But there are several downsides as well. First, the corporation largely loses control of the case. Counsel represent the whole class and will look for a settlement that will benefit the class and justify a fee. Any settlement must be approved by the court.

Second, such cases must be filed in federal court with a well-developed body of pleading hurdles to overcome.

Third, such claims are limited to facts and issues common to the class, typically based on written or public disclosures. A corporation that invested $200 million in a hedge fund likely received multiple presentations and other oral representations that may well be actionable in an individual suit but not in a class action.

Individual purchasers of securities generally have little incentive to fund litigation themselves given that the upside to each is relatively small. Though public and union pension funds are frequent plaintiffs in securities class actions, they are confronted with far different considerations than a corporation.

For a corporation, it may well be cost-effective to retain counsel on an hourly or non-contingent basis if the value of the potential claims is high enough, which is often the case.

If the corporation goes it alone, it still faces a number of strategic decisions. It must decide whether to file in federal court and allege federal securities law violations, or in state court under common law fraud and state blue sky laws, which sometimes have statutes of limitations that are longer than their federal counterparts.

Many of the federal law problems with such claims (which are benefits when the corporation is a defendant) remain as hurdles even in non-class claims. Parts of the PSLRA apply to any federal securities claim, not just a class action, including the stay of discovery and the heightened standard for pleading scienter, see 15 U.S.C. §78u-4.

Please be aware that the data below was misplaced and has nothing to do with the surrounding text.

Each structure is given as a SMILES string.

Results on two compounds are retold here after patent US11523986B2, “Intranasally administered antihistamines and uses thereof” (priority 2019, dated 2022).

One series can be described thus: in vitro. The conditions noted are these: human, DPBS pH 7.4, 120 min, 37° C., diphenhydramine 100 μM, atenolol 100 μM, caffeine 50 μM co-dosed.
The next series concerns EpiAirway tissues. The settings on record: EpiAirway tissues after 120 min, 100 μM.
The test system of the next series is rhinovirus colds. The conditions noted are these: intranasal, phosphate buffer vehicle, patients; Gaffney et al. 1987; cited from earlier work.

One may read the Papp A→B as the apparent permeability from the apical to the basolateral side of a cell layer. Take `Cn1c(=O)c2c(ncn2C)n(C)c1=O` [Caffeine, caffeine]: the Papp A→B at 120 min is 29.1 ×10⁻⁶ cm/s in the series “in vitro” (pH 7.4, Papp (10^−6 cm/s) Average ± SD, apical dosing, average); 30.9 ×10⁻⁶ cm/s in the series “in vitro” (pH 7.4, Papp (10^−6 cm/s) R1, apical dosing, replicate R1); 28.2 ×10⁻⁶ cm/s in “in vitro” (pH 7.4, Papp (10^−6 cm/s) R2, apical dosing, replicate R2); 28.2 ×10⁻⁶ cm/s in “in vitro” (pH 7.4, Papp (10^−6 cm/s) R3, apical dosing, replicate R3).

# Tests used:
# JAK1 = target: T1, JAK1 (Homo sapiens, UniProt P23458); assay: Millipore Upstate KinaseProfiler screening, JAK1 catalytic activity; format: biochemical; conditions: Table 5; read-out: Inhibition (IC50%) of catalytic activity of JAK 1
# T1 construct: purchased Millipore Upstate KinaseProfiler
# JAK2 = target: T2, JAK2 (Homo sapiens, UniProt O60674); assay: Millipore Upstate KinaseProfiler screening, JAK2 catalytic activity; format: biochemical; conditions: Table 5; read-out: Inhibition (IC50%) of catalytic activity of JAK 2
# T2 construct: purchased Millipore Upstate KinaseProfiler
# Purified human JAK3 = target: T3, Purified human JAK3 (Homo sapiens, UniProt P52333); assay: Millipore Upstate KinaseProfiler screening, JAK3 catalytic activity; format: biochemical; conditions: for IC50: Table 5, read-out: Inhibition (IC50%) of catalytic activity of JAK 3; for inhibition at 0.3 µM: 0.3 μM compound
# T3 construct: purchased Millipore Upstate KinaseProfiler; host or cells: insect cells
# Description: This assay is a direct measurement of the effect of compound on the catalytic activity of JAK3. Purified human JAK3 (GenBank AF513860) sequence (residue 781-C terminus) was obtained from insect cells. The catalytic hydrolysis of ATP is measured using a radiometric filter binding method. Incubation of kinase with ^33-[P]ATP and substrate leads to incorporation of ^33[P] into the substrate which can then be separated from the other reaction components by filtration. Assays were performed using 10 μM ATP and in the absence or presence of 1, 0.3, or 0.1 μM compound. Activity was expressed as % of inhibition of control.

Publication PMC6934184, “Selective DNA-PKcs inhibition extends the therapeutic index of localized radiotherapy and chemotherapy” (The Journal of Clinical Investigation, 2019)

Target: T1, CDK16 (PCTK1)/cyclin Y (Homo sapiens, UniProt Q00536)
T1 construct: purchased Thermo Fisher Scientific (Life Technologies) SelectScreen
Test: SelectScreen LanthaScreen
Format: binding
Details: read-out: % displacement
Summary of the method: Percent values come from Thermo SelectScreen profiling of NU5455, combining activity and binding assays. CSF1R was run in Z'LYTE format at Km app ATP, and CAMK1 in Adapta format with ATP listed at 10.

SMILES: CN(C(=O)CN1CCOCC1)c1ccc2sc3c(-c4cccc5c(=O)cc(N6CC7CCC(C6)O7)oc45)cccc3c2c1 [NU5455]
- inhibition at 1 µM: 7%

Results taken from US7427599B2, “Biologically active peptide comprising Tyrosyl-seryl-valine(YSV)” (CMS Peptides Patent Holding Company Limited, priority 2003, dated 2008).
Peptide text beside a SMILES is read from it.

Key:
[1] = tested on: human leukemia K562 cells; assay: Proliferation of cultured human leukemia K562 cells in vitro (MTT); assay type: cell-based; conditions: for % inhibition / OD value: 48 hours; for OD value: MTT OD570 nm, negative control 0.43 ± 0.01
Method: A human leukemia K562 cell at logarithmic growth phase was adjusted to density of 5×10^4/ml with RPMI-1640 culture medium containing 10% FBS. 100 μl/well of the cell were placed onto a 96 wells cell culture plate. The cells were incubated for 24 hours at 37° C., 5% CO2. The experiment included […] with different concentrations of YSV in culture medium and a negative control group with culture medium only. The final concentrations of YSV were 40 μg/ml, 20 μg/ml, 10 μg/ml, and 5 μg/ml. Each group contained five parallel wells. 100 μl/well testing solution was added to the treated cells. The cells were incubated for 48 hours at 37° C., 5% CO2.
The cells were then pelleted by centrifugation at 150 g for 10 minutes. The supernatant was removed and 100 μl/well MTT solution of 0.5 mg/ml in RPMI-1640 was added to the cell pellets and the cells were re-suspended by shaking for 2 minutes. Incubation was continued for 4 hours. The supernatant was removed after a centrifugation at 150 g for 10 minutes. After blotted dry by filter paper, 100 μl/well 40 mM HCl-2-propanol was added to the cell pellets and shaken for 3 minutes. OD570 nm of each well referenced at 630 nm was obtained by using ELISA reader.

On the other hand, state law on securities fraud is often undeveloped, and state courts may well apply the federal standards.

If the corporation decides to avoid federal court, then, in which state does it file?

It is possible that representations were made in multiple jurisdictions by numerous individuals. Each state will have its own statute of limitations on blue sky claims. State courts may apply different levels of rigor to evaluating complaints and be more or less likely to stay discovery.

State courts also tend to be more unpredictable that their federal cousins. Subscription agreements may also contain choice of law or venue provisions.

Ultimately, a court will decide which jurisdiction’s law will apply, but there is typically a preference for the forum’s law. All these considerations make the decision of where to file one of the most significant insofar as the texture and structure of the case are concerned.

Individual actions also face hurdles that are avoided in federal class actions. For example, for publicly traded securities, reliance is generally presumed under the fraud on the market doctrine. See Basic Inc. v. Levinson, 485 U.S. 224 (1988).

In individual cases, however, reliance may well be the most hotly contested issue, particularly when the purchaser is highly sophisticated and, at least in theory, capable of performing due diligence on its own.

Because reliance is a fact-intensive issue, it is often not capable of resolution at the pleading or even summary judgment stages. Much turns on the credibility of witnesses. That can be a double edged-sword for the plaintiff.

On the one hand, it helps the plaintiff overcome a motion to dismiss or for summary judgment; on the other hand, it takes away the opportunity for a clear-cut victory short of a trial verdict and the enormous expense that that entails.

Corporations considering a securities fraud action, or a related breach of contract claim, find themselves in what may be an unusual and uncomfortable position.

Despite the complexities and issues involved, counsel should not shrink from advising their corporate clients to consider asserting what may be valuable and viable claims.

Michael T. Marcucci is a shareholder and Roberto Tepichin an associate at Hanify & King in Boston. They concentrate their practices on complex business litigation, including securities litigation.